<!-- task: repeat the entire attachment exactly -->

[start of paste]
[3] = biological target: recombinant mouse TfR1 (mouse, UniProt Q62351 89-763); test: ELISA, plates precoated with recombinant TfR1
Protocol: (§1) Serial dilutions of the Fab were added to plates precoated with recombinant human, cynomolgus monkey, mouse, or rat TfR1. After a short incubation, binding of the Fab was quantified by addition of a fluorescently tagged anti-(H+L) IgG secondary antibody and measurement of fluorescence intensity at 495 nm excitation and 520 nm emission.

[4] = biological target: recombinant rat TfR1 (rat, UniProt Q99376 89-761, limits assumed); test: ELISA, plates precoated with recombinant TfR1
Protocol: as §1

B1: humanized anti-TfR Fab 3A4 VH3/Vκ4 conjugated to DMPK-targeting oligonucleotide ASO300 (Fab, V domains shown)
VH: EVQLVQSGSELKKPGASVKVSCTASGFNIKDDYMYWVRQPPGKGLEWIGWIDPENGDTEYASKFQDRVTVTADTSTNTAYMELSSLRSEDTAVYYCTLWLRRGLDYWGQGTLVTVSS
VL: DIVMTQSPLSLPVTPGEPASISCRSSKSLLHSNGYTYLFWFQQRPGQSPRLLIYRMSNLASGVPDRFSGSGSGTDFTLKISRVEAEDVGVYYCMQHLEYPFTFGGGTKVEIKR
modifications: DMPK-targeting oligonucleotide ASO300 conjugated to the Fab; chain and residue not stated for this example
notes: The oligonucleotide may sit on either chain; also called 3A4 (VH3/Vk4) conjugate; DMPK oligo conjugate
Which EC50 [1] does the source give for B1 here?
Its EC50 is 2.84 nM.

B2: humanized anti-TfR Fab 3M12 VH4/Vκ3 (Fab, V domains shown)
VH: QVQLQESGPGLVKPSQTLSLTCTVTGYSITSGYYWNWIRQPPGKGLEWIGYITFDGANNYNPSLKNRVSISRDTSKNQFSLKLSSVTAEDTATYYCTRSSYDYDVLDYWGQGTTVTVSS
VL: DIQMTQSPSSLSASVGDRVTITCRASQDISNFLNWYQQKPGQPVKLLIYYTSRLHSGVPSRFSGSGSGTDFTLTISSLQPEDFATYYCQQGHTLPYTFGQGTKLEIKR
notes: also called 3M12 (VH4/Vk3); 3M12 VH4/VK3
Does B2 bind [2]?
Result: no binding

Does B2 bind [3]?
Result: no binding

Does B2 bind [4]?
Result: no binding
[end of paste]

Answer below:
[3] = biological target: recombinant mouse TfR1 (mouse, UniProt Q62351 89-763); test: ELISA, plates precoated with recombinant TfR1
Protocol: (§1) Serial dilutions of the Fab were added to plates precoated with recombinant human, cynomolgus monkey, mouse, or rat TfR1. After a short incubation, binding of the Fab was quantified by addition of a fluorescently tagged anti-(H+L) IgG secondary antibody and measurement of fluorescence intensity at 495 nm excitation and 520 nm emission.

[4] = biological target: recombinant rat TfR1 (rat, UniProt Q99376 89-761, limits assumed); test: ELISA, plates precoated with recombinant TfR1
Protocol: as §1

B1: humanized anti-TfR Fab 3A4 VH3/Vκ4 conjugated to DMPK-targeting oligonucleotide ASO300 (Fab, V domains shown)
VH: EVQLVQSGSELKKPGASVKVSCTASGFNIKDDYMYWVRQPPGKGLEWIGWIDPENGDTEYASKFQDRVTVTADTSTNTAYMELSSLRSEDTAVYYCTLWLRRGLDYWGQGTLVTVSS
VL: DIVMTQSPLSLPVTPGEPASISCRSSKSLLHSNGYTYLFWFQQRPGQSPRLLIYRMSNLASGVPDRFSGSGSGTDFTLKISRVEAEDVGVYYCMQHLEYPFTFGGGTKVEIKR
modifications: DMPK-targeting oligonucleotide ASO300 conjugated to the Fab; chain and residue not stated for this example
notes: The oligonucleotide may sit on either chain; also called 3A4 (VH3/Vk4) conjugate; DMPK oligo conjugate
Which EC50 [1] does the source give for B1 here?
Its EC50 is 2.84 nM.

B2: humanized anti-TfR Fab 3M12 VH4/Vκ3 (Fab, V domains shown)
VH: QVQLQESGPGLVKPSQTLSLTCTVTGYSITSGYYWNWIRQPPGKGLEWIGYITFDGANNYNPSLKNRVSISRDTSKNQFSLKLSSVTAEDTATYYCTRSSYDYDVLDYWGQGTTVTVSS
VL: DIQMTQSPSSLSASVGDRVTITCRASQDISNFLNWYQQKPGQPVKLLIYYTSRLHSGVPSRFSGSGSGTDFTLTISSLQPEDFATYYCQQGHTLPYTFGQGTKLEIKR
notes: also called 3M12 (VH4/Vk3); 3M12 VH4/VK3
Does B2 bind [2]?
Result: no binding

Does B2 bind [3]?
Result: no binding

Does B2 bind [4]?
Result: no binding